Loyola University Chicago

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On the Front Lines

On the Front Lines
 
June 3, 2020

Working as a journalist during this pandemic has reignited my passion for the career I've chosen. I'm the investigative reporter at WREX. Before the pandemic, my week consisted of one "day of" story with the rest of the week devoted to tasks like sending out FOIAs, touching base with sources, and developing long-form stories for our investigative team. Like everyone else across the country, COVID-19's impact on my workflow was swift and dramatic.Mary Sugden, Investigative Reporter
WREX-13, Rockford, Illinois
BA, Broadcast Journalism 2013

Mary Sugden joined the WREX team in December of 2014 as the evening producer and is now the Investigative Reporter. She grew up in Woodstock, Illinois and graduated from Loyola in 2013. She shares her thoughts on covering the coronavirus pandemic:


I'm now turning a story every day from my apartment. Interviews are conducted via Zoom or Facetime. I write, voice, and edit my stories from my kitchen table. The morning and afternoon editorial meetings that gathered our small but mighty newsroom together in one room now happen virtually. This abrupt change has made my day to day incredibly lonely.  Newsrooms become family and I'm desperately missing mine. In the first few weeks of the stay at home order, I worked close to 50-hour weeks as our station scrambled to get our arms around this new normal.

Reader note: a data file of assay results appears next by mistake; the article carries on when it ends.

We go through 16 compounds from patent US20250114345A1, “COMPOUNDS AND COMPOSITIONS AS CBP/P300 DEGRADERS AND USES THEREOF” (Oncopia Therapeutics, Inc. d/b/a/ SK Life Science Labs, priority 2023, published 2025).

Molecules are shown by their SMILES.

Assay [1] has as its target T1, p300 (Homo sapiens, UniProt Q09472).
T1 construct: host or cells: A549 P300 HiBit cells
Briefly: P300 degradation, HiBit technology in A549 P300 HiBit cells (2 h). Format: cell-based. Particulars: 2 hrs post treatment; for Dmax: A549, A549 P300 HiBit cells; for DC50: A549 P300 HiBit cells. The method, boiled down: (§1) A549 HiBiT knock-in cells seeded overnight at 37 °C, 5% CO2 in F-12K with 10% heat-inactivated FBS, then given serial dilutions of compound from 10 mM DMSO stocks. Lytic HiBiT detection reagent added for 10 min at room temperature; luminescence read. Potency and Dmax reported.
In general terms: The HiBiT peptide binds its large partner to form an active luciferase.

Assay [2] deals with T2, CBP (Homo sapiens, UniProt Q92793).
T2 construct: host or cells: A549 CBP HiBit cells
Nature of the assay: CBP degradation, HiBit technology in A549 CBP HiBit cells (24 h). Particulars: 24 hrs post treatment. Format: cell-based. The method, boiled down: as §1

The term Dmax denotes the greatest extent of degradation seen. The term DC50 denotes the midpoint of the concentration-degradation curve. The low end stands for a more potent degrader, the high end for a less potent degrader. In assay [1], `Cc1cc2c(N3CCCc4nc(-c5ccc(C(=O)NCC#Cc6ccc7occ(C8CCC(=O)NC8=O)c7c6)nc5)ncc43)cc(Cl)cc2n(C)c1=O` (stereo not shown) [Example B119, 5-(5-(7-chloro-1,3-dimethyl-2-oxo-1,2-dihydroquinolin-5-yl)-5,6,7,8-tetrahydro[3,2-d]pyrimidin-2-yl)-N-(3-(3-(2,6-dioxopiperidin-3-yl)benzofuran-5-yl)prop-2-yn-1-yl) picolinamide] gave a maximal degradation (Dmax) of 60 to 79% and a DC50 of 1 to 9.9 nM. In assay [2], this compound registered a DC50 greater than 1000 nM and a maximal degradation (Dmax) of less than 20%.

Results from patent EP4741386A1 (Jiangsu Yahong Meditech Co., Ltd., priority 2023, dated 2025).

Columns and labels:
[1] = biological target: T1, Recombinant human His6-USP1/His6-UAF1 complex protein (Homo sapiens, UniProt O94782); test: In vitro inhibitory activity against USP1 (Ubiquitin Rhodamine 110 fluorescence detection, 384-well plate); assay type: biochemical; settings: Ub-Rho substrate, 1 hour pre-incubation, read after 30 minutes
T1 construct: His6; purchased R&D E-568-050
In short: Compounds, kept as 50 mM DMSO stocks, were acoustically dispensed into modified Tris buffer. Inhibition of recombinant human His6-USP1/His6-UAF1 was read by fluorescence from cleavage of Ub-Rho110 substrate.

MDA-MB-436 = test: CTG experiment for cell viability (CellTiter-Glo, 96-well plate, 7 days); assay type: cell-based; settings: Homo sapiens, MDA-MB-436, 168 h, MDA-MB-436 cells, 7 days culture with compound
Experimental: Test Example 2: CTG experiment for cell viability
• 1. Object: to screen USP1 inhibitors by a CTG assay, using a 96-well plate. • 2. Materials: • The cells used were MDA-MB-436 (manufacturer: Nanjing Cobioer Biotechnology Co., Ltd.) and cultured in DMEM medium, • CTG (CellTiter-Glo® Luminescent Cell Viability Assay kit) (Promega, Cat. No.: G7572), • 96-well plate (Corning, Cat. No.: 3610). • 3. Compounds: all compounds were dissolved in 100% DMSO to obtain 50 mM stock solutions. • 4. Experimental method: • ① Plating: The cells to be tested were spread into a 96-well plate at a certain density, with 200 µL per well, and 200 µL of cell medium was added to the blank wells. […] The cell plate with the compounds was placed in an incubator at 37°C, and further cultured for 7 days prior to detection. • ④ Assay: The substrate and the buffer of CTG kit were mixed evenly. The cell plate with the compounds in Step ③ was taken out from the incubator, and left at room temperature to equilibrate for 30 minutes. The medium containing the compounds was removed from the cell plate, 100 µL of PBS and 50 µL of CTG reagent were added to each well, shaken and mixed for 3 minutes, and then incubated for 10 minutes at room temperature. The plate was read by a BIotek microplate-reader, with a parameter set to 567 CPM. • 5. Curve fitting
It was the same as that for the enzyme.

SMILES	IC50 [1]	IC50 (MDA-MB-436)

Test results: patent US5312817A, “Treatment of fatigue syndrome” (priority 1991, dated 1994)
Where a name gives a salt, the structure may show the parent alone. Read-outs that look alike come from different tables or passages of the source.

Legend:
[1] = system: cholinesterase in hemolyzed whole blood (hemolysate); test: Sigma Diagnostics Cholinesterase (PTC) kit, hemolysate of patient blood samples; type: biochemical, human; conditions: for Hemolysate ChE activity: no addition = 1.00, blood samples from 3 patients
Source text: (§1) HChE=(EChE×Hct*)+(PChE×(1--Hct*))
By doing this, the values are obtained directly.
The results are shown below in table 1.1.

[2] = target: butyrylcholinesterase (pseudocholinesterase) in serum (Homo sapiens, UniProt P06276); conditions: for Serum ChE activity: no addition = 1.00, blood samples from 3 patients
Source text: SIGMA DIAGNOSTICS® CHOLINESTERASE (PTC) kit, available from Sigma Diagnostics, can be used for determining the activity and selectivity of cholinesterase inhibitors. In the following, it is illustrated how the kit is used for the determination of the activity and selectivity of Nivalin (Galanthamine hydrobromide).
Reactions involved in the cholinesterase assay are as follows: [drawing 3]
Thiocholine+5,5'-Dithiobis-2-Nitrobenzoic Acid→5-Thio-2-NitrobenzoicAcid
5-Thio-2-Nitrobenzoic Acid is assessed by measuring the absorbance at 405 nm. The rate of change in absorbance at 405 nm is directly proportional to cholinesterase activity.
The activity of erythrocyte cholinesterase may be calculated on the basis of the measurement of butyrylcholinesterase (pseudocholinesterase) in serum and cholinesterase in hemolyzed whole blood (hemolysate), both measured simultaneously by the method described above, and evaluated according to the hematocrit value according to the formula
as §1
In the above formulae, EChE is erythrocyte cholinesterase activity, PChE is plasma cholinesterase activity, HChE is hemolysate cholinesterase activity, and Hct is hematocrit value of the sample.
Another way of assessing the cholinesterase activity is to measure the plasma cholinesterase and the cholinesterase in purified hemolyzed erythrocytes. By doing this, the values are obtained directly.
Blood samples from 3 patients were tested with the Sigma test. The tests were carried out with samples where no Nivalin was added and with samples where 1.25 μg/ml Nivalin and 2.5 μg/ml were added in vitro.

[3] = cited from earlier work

It's not lost on me that while I continue to balance a heavy workload, I'm reporting on layoffs, closed businesses, and record-breaking unemployment. I'm lucky to work for bosses who truly care about my mental health and with a team that never hesitates to take on extra work and run full speed toward the chaos.

What I've loved most about being a reporter is that I'm not confined to a desk. I go where the story takes me and connect with people from all of walks of life to constantly learn more about my community. I may not be able to engage with people like I'm used to, but what's important is I'm still able to tell their stories and answer their questions. All eyes are on us.

Viewers are looking to us to provide reliable information and transparency. Now more than ever, we need to get it right. It's a challenge I'm honored to clock in and tackle every day.  I've never been prouder to be a journalist and of the work newsrooms across the country and turning out during this pandemic.